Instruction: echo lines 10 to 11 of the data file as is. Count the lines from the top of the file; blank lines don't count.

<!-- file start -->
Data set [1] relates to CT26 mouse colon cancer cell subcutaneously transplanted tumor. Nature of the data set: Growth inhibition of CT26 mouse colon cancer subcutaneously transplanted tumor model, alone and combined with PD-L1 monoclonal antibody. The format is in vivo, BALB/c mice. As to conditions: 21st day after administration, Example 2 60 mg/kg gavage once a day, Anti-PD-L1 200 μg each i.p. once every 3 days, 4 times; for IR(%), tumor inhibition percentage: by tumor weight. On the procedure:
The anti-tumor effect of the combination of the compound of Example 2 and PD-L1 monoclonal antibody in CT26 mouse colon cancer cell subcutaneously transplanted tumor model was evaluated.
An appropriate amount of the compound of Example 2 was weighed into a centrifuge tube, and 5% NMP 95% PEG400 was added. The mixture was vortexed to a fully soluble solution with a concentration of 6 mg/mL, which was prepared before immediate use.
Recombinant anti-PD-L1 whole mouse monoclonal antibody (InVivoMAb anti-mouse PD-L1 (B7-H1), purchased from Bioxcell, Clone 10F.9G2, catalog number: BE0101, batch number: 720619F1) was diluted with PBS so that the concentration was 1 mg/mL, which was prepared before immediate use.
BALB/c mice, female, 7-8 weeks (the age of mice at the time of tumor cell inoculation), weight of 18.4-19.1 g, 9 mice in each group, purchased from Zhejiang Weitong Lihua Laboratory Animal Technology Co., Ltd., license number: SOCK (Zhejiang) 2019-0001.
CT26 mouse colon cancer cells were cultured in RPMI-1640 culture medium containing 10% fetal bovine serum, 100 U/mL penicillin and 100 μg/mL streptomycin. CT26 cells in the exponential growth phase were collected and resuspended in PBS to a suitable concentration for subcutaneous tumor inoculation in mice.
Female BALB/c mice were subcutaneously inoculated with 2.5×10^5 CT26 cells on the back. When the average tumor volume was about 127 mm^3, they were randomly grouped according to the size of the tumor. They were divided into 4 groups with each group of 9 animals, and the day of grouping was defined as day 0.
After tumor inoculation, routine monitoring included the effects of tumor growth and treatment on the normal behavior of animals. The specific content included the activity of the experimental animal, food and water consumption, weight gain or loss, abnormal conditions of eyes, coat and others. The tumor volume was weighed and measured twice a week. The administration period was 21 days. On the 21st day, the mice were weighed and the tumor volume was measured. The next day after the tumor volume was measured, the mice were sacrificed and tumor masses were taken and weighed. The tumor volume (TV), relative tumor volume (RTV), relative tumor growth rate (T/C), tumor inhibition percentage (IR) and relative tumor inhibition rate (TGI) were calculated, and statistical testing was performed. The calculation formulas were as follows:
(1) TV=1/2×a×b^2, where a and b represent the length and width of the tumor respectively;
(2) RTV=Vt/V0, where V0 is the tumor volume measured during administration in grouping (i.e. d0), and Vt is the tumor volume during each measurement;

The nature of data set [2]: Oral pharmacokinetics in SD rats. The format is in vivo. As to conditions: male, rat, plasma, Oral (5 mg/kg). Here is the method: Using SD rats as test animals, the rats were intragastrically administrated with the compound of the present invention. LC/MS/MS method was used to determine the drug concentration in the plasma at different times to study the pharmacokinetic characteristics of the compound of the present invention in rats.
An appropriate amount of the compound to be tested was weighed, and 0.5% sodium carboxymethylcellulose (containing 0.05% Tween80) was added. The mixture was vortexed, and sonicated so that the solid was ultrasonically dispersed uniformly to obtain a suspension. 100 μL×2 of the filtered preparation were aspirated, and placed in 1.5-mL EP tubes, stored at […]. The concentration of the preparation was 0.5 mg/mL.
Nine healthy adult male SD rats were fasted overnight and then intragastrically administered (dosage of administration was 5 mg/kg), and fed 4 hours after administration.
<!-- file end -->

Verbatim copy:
(2) RTV=Vt/V0, where V0 is the tumor volume measured during administration in grouping (i.e. d0), and Vt is the tumor volume during each measurement;

The nature of data set [2]: Oral pharmacokinetics in SD rats. The format is in vivo. As to conditions: male, rat, plasma, Oral (5 mg/kg). Here is the method: Using SD rats as test animals, the rats were intragastrically administrated with the compound of the present invention. LC/MS/MS method was used to determine the drug concentration in the plasma at different times to study the pharmacokinetic characteristics of the compound of the present invention in rats.